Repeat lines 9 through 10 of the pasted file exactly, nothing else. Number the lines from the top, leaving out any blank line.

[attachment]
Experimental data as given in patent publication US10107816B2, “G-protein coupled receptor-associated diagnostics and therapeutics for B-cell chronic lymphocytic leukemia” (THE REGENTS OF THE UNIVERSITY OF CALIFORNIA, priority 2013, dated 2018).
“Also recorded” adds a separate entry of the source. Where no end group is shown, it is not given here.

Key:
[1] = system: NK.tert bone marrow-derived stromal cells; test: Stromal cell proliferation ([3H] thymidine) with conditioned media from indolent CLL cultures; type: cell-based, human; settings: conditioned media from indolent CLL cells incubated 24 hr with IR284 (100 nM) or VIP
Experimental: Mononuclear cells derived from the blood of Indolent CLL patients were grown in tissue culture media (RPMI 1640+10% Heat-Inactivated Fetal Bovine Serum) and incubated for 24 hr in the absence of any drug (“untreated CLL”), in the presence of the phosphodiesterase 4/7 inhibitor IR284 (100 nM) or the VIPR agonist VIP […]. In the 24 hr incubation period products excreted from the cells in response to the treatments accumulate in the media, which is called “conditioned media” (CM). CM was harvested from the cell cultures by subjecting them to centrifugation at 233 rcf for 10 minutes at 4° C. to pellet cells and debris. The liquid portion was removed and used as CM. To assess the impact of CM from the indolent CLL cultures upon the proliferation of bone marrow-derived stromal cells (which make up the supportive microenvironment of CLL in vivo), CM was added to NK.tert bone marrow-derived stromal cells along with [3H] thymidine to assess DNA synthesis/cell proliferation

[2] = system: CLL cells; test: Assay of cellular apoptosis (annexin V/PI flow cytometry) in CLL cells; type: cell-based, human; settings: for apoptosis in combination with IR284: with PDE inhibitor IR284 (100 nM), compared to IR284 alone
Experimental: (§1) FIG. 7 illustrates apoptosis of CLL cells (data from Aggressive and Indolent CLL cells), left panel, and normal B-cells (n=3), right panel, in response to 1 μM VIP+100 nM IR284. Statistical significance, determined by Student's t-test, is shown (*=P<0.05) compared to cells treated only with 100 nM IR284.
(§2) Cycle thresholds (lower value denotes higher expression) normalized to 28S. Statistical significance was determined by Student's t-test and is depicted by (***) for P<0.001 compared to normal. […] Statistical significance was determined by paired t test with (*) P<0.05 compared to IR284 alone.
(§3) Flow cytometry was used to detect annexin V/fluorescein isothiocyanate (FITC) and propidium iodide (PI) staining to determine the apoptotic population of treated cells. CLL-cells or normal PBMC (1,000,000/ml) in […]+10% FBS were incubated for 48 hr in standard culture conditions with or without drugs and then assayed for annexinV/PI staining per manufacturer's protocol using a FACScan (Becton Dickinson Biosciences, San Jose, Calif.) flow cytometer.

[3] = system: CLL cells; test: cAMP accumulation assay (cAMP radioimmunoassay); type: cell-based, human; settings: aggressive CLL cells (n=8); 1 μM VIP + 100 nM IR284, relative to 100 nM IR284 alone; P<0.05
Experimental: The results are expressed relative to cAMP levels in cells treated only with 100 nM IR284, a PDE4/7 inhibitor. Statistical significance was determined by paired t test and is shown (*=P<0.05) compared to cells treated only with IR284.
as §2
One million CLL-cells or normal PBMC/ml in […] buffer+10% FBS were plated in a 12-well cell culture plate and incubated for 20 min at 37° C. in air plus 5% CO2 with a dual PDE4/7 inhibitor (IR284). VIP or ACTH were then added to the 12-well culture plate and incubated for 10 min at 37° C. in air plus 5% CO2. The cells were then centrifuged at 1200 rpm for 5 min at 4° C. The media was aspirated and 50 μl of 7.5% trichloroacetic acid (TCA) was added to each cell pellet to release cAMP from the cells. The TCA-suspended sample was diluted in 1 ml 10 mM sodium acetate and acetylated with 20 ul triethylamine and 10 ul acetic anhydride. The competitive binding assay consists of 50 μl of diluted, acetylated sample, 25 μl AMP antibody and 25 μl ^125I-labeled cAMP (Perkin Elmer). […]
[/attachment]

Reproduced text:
(§3) Flow cytometry was used to detect annexin V/fluorescein isothiocyanate (FITC) and propidium iodide (PI) staining to determine the apoptotic population of treated cells. CLL-cells or normal PBMC (1,000,000/ml) in […]+10% FBS were incubated for 48 hr in standard culture conditions with or without drugs and then assayed for annexinV/PI staining per manufacturer's protocol using a FACScan (Becton Dickinson Biosciences, San Jose, Calif.) flow cytometer.

[3] = system: CLL cells; test: cAMP accumulation assay (cAMP radioimmunoassay); type: cell-based, human; settings: aggressive CLL cells (n=8); 1 μM VIP + 100 nM IR284, relative to 100 nM IR284 alone; P<0.05